7 Lessons I Learned from my Lactation Consultant

7 Lessons I Learned from my Lactation Consultant

I’m a few months in to my second breastfeeding journey, and I’d like to take a minute to reiterate that breastfeeding is hard.  You have to worry about latching, positioning, engorgement, managing your milk supply, making sure your baby is getting enough, and so on and so on.  Honestly, I could go on and on about everything you have to juggle when it comes to breastfeeding.  Just because it’s natural doesn’t mean it comes naturally. 

I’m typically one of those people that doesn’t like to ask for help (unless I’m asking my good friend Google).  I don’t know if it’s my stubborn side, or what, but I tend to like to figure things out on my own.  Luckily, something told me talk to a lactation consultant while breastfeeding both of my babies.  Here are the biggest lessons I learned from my IBCLC.

The Importance of the Golden Hour

The golden hour is the time directly after birth that your baby is alert and ready to be put to the breast.  Trying to breastfeed your newborn and doing lots of skin to skin during this time can make a huge impact on the ease at which your baby learns to nurse.  You can read more about the golden hour here (it really is amazing).

Breastfeeding Shouldn’t Hurt

Everyone talks about how much breastfeeding hurts, but the truth is, it really shouldn’t.  Sure, you might have pain from engorgement, and your nipples might be a little sore, but overall, nursing your newborn should not be painful.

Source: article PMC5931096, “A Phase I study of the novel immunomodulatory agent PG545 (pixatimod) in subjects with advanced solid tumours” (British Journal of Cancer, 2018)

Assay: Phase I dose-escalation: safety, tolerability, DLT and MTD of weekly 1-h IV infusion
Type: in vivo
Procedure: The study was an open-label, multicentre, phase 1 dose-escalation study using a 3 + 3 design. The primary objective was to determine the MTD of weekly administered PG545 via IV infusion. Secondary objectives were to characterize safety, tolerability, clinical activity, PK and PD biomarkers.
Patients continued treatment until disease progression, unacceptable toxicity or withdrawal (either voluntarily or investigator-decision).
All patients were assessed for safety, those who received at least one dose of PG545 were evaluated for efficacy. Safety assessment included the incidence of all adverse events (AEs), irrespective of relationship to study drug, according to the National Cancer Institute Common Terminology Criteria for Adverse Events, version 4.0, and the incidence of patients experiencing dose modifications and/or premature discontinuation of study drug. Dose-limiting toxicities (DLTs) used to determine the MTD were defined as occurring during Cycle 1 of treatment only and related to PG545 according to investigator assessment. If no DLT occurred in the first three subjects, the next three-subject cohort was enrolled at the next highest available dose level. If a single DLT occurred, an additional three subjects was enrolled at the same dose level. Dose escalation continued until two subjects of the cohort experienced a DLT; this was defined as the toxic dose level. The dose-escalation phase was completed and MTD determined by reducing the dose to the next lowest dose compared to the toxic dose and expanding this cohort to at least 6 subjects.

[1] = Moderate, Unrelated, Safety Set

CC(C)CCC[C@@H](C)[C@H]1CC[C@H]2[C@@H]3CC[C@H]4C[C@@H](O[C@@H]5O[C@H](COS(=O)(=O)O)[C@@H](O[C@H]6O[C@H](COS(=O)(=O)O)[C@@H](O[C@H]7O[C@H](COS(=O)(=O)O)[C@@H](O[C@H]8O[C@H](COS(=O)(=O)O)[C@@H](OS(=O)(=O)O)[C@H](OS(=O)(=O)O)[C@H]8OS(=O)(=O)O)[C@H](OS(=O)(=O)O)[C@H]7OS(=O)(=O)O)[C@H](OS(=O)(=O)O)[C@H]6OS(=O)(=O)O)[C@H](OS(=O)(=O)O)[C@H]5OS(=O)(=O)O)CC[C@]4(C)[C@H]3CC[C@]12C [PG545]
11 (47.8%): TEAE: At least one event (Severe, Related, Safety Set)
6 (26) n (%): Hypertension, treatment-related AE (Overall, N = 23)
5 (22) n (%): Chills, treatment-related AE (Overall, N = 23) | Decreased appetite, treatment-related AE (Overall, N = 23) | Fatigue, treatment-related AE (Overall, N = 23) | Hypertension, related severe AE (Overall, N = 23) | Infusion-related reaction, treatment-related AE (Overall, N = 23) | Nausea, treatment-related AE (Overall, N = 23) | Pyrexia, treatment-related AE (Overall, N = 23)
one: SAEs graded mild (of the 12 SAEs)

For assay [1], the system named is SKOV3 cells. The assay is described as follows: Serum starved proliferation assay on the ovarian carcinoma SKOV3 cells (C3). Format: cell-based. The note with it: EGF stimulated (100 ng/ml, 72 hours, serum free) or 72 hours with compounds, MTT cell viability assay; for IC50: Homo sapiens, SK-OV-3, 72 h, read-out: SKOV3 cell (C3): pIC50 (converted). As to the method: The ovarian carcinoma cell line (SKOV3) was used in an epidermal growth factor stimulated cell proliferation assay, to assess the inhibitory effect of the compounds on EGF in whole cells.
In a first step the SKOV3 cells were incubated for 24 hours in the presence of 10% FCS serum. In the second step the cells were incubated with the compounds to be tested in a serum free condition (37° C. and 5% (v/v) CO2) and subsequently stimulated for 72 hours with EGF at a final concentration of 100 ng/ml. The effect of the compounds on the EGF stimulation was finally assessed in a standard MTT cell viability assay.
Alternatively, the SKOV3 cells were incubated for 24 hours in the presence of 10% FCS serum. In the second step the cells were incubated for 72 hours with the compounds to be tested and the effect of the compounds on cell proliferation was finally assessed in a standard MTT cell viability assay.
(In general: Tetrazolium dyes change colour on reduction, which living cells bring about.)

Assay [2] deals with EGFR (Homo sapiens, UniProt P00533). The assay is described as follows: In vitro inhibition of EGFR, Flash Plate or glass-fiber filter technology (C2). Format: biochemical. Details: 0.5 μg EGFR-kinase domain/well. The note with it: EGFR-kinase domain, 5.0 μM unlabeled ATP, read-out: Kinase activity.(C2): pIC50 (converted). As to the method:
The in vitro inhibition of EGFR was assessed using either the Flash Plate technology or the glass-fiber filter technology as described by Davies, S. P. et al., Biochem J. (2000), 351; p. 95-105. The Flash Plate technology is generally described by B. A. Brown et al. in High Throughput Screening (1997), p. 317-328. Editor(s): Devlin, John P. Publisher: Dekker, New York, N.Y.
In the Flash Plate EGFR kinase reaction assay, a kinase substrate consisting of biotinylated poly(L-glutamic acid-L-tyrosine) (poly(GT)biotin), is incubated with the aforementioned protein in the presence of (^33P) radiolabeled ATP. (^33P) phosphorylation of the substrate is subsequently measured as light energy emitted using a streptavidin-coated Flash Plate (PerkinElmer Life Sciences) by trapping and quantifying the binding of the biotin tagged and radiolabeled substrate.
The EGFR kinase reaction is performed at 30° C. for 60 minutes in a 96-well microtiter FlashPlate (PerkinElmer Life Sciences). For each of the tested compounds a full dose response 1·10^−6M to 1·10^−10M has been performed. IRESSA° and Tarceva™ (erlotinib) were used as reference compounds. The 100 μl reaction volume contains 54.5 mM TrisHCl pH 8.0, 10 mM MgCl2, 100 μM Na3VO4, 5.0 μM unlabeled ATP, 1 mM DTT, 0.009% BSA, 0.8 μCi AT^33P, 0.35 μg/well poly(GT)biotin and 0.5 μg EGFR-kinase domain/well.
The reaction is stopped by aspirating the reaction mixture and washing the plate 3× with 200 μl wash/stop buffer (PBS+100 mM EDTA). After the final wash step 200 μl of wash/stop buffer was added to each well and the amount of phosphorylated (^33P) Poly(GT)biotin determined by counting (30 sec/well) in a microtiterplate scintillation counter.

With Weston, I never experienced any pain.  He was a pro at latching and I was lucky that we never had any issues.  That’s why I was very concerned when I started experiencing tons of pain when nursing Elliott while we were still in hospital.  I could see little scabs forming on my nipples and I knew something wasn’t right.  I called the lactation consultant to our room and she explained that his latch wasn’t deep enough, which was causing my nipple pain.  She explained that my breasts had changed since having Weston (you know… a little droopier), and that I would have to position Elliott differently to get a good latch.  Within a few days, the pain was gone and my nipples were back to normal (or as close as they were going to get so long as a baby was using them).  Another tip my LC gave me was to rub a little colostrum on my nipples at the end of each feeding to help heal the cracks and blisters.  Worked like a charm!